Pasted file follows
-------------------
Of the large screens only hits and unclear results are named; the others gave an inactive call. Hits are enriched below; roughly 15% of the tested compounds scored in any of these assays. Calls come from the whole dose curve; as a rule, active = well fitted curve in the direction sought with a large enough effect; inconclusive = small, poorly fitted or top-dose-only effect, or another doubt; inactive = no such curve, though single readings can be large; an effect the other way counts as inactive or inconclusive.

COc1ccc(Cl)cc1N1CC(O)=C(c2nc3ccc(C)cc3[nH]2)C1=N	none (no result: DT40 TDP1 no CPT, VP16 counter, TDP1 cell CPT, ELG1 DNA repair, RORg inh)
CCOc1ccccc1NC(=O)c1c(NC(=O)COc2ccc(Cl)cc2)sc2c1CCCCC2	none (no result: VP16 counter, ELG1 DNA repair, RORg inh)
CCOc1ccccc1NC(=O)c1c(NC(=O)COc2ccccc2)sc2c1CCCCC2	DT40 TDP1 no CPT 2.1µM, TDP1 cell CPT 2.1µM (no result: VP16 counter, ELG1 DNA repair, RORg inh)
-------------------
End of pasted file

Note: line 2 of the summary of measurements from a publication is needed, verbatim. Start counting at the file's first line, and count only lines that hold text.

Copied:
COc1ccc(Cl)cc1N1CC(O)=C(c2nc3ccc(C)cc3[nH]2)C1=N	none (no result: DT40 TDP1 no CPT, VP16 counter, TDP1 cell CPT, ELG1 DNA repair, RORg inh)